The live shows from Verses The Inevitable must be a spectacle. According to their Bandcamp page there are nine people who played on this album. The band is led by Daniel Hertel-Words (vocals/guitar) who is the songwriter in the band. He has a talented supporting cast consisting of Mad Dog Friedman (harmonica), Braden Rauen (fiddle), Randall Olinger (slide guitar), Jeremy Johnson (bass), Dan Crecco (drums), Harry Burgwyn (guitar), Madalynn Rose (vocals) and Alex Tyler (keys).
The band's debut album entitled All Debts Paid has a mix of country, Americana, rock and blues. It’s a vibe that shouldn’t be too unfamiliar with people who have listened to music from the ’70s and beyond. A tinge of The Grateful Dead, Neil Young and other artists who were prominent thirty, forty years ago. One thing I noticed was that Hertel-Words sounds like J Mascis from Dinosaur Jr at times. In fact there are times like on “Wendover” where they sound almost identical.
The band starts with “Stingers” which is a blues/rock jam. Right out of the gate you are greeted with harmonica and slide guitars. Great song all around but it felt more like a 2:00 am blues jam to me than an opener.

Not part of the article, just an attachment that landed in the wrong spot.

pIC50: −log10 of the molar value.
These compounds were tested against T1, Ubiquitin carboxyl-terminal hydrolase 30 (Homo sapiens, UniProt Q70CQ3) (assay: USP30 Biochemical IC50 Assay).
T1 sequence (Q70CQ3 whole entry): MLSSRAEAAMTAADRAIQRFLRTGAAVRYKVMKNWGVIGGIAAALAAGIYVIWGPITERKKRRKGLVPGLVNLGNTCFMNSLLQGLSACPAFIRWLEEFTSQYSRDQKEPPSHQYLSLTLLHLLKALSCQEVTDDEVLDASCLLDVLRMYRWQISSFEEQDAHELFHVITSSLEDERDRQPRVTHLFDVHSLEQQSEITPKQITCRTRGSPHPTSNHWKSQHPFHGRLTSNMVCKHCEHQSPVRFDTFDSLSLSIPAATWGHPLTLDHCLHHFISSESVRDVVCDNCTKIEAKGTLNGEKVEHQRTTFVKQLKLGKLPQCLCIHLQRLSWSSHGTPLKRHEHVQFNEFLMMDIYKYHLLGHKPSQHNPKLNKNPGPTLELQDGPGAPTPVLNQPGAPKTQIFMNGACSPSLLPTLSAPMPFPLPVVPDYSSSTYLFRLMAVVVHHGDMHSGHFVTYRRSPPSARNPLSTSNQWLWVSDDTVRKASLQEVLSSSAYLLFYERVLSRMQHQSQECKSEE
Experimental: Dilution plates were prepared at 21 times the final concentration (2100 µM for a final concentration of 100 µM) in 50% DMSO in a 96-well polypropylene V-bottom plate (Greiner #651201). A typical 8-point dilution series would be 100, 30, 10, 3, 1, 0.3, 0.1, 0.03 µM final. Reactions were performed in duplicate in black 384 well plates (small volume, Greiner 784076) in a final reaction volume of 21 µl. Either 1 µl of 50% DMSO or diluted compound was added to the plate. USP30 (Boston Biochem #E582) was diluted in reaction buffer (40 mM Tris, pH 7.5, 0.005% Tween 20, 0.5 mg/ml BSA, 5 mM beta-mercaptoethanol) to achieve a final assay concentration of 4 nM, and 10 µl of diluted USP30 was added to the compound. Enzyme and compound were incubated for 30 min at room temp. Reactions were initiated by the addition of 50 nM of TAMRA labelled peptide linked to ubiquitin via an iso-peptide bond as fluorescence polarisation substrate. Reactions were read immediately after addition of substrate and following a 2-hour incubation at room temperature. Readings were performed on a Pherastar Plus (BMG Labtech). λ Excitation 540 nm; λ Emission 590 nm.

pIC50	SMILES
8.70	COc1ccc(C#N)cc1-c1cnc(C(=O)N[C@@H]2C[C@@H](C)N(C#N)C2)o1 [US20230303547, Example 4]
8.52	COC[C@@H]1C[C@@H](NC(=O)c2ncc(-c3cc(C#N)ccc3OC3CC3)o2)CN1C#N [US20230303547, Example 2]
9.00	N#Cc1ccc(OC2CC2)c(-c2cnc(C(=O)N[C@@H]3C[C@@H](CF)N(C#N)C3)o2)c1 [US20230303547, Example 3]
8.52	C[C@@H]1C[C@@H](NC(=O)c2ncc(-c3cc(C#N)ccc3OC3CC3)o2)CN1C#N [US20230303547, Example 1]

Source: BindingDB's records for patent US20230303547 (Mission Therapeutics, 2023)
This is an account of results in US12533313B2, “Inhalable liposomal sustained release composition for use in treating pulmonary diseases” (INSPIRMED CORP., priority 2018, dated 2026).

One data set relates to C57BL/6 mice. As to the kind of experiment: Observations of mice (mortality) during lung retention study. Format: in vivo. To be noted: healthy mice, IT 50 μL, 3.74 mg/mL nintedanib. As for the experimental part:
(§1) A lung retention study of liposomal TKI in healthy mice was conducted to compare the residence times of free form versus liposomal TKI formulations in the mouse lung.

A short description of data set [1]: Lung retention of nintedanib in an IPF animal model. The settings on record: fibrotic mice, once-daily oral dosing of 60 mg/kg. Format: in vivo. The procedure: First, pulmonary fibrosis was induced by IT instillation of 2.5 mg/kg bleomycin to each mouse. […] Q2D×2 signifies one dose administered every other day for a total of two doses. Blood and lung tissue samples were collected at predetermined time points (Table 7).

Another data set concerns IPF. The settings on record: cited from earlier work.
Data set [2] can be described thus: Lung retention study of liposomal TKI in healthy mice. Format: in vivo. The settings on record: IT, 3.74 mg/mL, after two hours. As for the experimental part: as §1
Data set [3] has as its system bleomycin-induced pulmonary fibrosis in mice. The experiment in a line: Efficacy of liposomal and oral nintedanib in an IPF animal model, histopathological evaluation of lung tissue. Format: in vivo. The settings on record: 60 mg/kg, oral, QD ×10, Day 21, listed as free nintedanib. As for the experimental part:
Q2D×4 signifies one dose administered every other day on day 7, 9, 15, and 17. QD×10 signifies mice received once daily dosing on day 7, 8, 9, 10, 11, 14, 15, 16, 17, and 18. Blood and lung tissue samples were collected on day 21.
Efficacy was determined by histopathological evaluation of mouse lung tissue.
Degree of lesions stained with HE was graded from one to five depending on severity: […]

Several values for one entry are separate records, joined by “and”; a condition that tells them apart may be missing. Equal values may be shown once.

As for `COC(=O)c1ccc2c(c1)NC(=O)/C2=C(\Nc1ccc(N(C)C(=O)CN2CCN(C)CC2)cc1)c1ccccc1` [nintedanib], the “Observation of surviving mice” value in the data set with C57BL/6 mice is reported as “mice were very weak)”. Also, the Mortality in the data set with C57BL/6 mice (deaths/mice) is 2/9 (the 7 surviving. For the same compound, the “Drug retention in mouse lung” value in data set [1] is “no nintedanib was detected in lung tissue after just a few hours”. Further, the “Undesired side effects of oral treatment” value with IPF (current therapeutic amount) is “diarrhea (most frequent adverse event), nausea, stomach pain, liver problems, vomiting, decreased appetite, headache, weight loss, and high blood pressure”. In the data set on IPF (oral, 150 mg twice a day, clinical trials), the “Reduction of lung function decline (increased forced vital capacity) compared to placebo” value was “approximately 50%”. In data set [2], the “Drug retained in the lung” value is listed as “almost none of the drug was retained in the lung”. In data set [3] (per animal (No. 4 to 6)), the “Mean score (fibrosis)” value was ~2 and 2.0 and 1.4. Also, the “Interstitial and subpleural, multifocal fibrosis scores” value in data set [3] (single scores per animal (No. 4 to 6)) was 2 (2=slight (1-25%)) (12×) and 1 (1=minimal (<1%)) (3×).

Next up is “Runner Runner” which is one of the highlights. It’s a smooth song putting his acoustic guitar and vocals at the focal center. The chorus is money as he gets some female assistance in the vocal department. They sing “Runner, runner, runner she gonna flush you out / Spades on the turn money what it's always about / No tides coming no time soon / Trouble born under a harvest moon.” Don’t miss the brief fiddle solo.
Another highlight comes right after “Runner Runner” called “Mangrove”. Talk about a memorable chorus. This song has it. The song is so easy going and relaxed that it transmits that vibe into your being. Great song for a Sunday afternoon.
One of the more upbeat songs is “Small Cuts” while “Running With Scissors” is stripped back relying on fiddle, guitar and vocals. I especially enjoyed the sequential order of these two songs next to each other. They close the album with a similar way with “Ataloosa.”
There is very little to nitpick about on this debut. The songs invoke a wide range of emotion and the band certainly establishes a recognizable sound.
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